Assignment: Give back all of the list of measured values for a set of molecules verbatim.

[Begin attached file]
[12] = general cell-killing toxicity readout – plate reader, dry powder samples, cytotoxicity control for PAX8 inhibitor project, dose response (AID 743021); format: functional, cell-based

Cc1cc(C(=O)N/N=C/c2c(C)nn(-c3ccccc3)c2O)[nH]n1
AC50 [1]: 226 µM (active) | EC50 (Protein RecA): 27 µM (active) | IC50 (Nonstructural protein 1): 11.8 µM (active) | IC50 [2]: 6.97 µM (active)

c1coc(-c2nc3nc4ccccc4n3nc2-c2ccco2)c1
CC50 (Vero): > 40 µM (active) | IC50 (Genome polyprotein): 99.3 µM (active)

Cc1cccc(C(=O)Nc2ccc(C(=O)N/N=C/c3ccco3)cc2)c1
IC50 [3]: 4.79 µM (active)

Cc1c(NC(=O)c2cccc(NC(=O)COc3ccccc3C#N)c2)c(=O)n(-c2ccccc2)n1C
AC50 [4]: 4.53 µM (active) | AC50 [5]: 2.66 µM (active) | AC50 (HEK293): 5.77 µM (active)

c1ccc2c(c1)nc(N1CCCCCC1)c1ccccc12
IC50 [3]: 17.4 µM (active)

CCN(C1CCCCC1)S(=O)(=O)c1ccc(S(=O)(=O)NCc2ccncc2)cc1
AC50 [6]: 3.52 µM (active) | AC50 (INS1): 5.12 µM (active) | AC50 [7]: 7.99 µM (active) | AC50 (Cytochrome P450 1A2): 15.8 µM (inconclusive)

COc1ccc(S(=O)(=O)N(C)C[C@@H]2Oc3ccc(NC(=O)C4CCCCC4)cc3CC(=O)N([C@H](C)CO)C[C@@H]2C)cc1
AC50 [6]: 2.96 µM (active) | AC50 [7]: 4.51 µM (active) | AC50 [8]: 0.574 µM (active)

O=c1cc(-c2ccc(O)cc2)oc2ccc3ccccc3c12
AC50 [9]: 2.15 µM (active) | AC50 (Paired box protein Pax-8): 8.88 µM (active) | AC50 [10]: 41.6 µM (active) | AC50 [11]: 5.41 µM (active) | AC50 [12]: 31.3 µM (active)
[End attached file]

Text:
[12] = general cell-killing toxicity readout – plate reader, dry powder samples, cytotoxicity control for PAX8 inhibitor project, dose response (AID 743021); format: functional, cell-based

Cc1cc(C(=O)N/N=C/c2c(C)nn(-c3ccccc3)c2O)[nH]n1
AC50 [1]: 226 µM (active) | EC50 (Protein RecA): 27 µM (active) | IC50 (Nonstructural protein 1): 11.8 µM (active) | IC50 [2]: 6.97 µM (active)

c1coc(-c2nc3nc4ccccc4n3nc2-c2ccco2)c1
CC50 (Vero): > 40 µM (active) | IC50 (Genome polyprotein): 99.3 µM (active)

Cc1cccc(C(=O)Nc2ccc(C(=O)N/N=C/c3ccco3)cc2)c1
IC50 [3]: 4.79 µM (active)

Cc1c(NC(=O)c2cccc(NC(=O)COc3ccccc3C#N)c2)c(=O)n(-c2ccccc2)n1C
AC50 [4]: 4.53 µM (active) | AC50 [5]: 2.66 µM (active) | AC50 (HEK293): 5.77 µM (active)

c1ccc2c(c1)nc(N1CCCCCC1)c1ccccc12
IC50 [3]: 17.4 µM (active)

CCN(C1CCCCC1)S(=O)(=O)c1ccc(S(=O)(=O)NCc2ccncc2)cc1
AC50 [6]: 3.52 µM (active) | AC50 (INS1): 5.12 µM (active) | AC50 [7]: 7.99 µM (active) | AC50 (Cytochrome P450 1A2): 15.8 µM (inconclusive)

COc1ccc(S(=O)(=O)N(C)C[C@@H]2Oc3ccc(NC(=O)C4CCCCC4)cc3CC(=O)N([C@H](C)CO)C[C@@H]2C)cc1
AC50 [6]: 2.96 µM (active) | AC50 [7]: 4.51 µM (active) | AC50 [8]: 0.574 µM (active)

O=c1cc(-c2ccc(O)cc2)oc2ccc3ccccc3c12
AC50 [9]: 2.15 µM (active) | AC50 (Paired box protein Pax-8): 8.88 µM (active) | AC50 [10]: 41.6 µM (active) | AC50 [11]: 5.41 µM (active) | AC50 [12]: 31.3 µM (active)